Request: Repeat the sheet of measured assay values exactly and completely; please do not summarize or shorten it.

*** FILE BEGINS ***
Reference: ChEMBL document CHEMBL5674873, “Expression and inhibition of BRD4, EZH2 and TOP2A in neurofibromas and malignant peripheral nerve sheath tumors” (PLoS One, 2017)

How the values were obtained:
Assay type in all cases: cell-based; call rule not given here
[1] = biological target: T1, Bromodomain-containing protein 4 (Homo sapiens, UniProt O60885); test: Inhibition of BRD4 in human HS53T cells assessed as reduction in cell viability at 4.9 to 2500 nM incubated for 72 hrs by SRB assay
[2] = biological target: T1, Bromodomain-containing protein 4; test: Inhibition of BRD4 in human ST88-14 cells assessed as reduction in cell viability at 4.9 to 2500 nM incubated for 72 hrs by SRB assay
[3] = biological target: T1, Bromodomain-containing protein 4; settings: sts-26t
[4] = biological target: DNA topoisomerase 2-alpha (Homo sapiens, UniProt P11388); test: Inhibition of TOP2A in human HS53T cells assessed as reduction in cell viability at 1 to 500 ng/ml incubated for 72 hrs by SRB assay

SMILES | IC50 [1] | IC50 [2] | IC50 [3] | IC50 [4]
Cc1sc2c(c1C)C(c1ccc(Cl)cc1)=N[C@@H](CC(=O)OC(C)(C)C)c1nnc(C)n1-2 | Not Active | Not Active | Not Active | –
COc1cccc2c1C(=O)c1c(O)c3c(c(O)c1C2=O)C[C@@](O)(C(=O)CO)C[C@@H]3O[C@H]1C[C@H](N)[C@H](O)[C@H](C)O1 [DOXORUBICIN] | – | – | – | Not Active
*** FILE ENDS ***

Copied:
Reference: ChEMBL document CHEMBL5674873, “Expression and inhibition of BRD4, EZH2 and TOP2A in neurofibromas and malignant peripheral nerve sheath tumors” (PLoS One, 2017)

How the values were obtained:
Assay type in all cases: cell-based; call rule not given here
[1] = biological target: T1, Bromodomain-containing protein 4 (Homo sapiens, UniProt O60885); test: Inhibition of BRD4 in human HS53T cells assessed as reduction in cell viability at 4.9 to 2500 nM incubated for 72 hrs by SRB assay
[2] = biological target: T1, Bromodomain-containing protein 4; test: Inhibition of BRD4 in human ST88-14 cells assessed as reduction in cell viability at 4.9 to 2500 nM incubated for 72 hrs by SRB assay
[3] = biological target: T1, Bromodomain-containing protein 4; settings: sts-26t
[4] = biological target: DNA topoisomerase 2-alpha (Homo sapiens, UniProt P11388); test: Inhibition of TOP2A in human HS53T cells assessed as reduction in cell viability at 1 to 500 ng/ml incubated for 72 hrs by SRB assay

SMILES | IC50 [1] | IC50 [2] | IC50 [3] | IC50 [4]
Cc1sc2c(c1C)C(c1ccc(Cl)cc1)=N[C@@H](CC(=O)OC(C)(C)C)c1nnc(C)n1-2 | Not Active | Not Active | Not Active | –
COc1cccc2c1C(=O)c1c(O)c3c(c(O)c1C2=O)C[C@@](O)(C(=O)CO)C[C@@H]3O[C@H]1C[C@H](N)[C@H](O)[C@H](C)O1 [DOXORUBICIN] | – | – | – | Not Active